Ancestor Sketches on My Blog

UPDATE: Thank you to Cathy Meder-Dempsey for reminding me that Colleen Greene originally came up with the genealogy sketch box and created the first one. Colleen’s site is

Ancestor Sketches are something I’ve worked on here and there to add to my blog. Last year, Cathy Meder-Dempsey, who writes Opening Doors in Brick Walls, helped me create a template box. If I remember correctly, someone else created the first box (if you recognize this idea and can name the original blogger, please let me know) and Cathy then created her version.

She helped me tremendously and I ended up with a template that looks like this:


The one thing I’ve never been able to figure out or correct is that my published sketch has a double border around it, although neither the template nor my post from the admin side has it. However, I can live with that.

I created a few sketches at the time, but then never seemed to have time to get back to it. This week, I decided it was time to get serious about creating sketch boxes for each ancestor for whom I’ve told a story and, after two years of posts, there were quite a few.

My mother, who always had lots of sayings, often said “Necessity is the mother of invention” and I am a believer! The sketches were quite simple to create since all I needed to do was fill in some very basic information – names and a few years. The real time killer was sifting through two years’ worth of posts looking for the correct links to each person.

Then, it hit me! Excel! I started an Excel spreadsheet which I named, with my usual uncreative thinking, Ancestor Sketch Blog Links. In less than two hours, I had gone through all of my blog posts, added the names of persons in them (last name, first name)  and pasted a link to that blog post in Excel. When I finished, I sorted column A and they were in ABC order.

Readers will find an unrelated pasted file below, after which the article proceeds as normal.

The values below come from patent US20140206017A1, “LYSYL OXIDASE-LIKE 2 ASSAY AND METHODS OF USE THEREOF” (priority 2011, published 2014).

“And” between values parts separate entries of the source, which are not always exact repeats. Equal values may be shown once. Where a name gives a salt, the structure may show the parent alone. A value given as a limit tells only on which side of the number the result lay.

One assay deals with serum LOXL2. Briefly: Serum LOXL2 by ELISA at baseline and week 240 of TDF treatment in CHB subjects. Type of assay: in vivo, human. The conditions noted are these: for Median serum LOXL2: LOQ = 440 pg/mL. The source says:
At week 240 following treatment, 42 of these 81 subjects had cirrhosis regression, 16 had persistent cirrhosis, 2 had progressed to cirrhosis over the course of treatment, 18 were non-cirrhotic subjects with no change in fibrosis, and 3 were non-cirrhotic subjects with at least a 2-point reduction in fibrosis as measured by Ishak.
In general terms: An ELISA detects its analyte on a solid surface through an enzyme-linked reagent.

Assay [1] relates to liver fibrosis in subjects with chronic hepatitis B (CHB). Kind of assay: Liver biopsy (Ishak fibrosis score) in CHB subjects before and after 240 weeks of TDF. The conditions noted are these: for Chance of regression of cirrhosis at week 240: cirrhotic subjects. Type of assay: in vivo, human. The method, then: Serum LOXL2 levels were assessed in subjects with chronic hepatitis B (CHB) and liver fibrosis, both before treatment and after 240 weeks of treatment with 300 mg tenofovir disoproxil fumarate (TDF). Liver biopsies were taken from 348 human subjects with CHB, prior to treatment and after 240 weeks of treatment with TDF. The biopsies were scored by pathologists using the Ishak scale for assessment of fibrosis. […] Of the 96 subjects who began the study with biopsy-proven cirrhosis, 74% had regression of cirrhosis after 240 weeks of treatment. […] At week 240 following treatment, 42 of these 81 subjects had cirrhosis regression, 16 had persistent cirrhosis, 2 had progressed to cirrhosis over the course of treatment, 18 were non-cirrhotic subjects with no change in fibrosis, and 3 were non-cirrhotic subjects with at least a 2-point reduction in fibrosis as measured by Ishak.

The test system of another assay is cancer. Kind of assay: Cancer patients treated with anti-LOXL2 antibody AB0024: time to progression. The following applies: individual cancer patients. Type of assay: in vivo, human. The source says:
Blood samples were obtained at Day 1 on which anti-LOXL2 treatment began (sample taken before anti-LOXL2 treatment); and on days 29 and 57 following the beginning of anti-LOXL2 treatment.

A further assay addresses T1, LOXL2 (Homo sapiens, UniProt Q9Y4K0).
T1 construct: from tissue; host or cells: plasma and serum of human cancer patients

The two hours I spent on this was well worth it because it took me about six hours to create 18 sketches and the huge majority of that time was spent slogging through the posts for the links.

When I first saw the idea of Ancestor Sketches, I liked the idea of being able to showcase basic facts about ancestors. I also decided that it would be fun to insert a photo of the person if I had one. That turned out to be very easy because the template allowed me to click and insert it.

As I’ve been working on these, I realized that the Ancestor Sketches could be much more than a highlighting of a person’s life. They could also be a quick, one page index to stories written about ancestors for as far back as the line goes. Live links were a simple indication that there was more information available for that person/generation.

Here is an example of what I mean. Elsee Larrison Ketchum Stufflebean was the wife of Revolutionary War soldier John Stufflebean. They had quite a few children and I have written something about most of them. If another Stufflebean descendant wants to see if I’ve written about his/her line, the Ancestor Sketch is a lot quicker than looking through the categories link on the left side of the home page because there are a lot of Stufflebean posts.

Elsee Larrison Ancestor Sketch

Let’s say one of Richard’s descendants wants to read about him. He/she can click the live link and go right to that post.

Since I am writing about both my family and my husband’s ancestors, that can lead to many, possibly too many, ancestor sketch pages. Right now, I am posting sketches for grandparents and earlier generations and any ancestor for whom I have a photo.

I’ve mulled the numbers over in my mind and have decided that the most manageable way to populate those pages is to only post the earliest known ancestor of each family name. That will be the ultimate goal and a few of the more recent ancestors who currently have sketches posted will be taken down and substituted with one about the earliest ancestor.

For those readers who also blog – if you have writer’s block and need inspiration for a new story, check your ancestor sketches to see where there are no live links. I took one look at those and realized I have plenty of family information to share!


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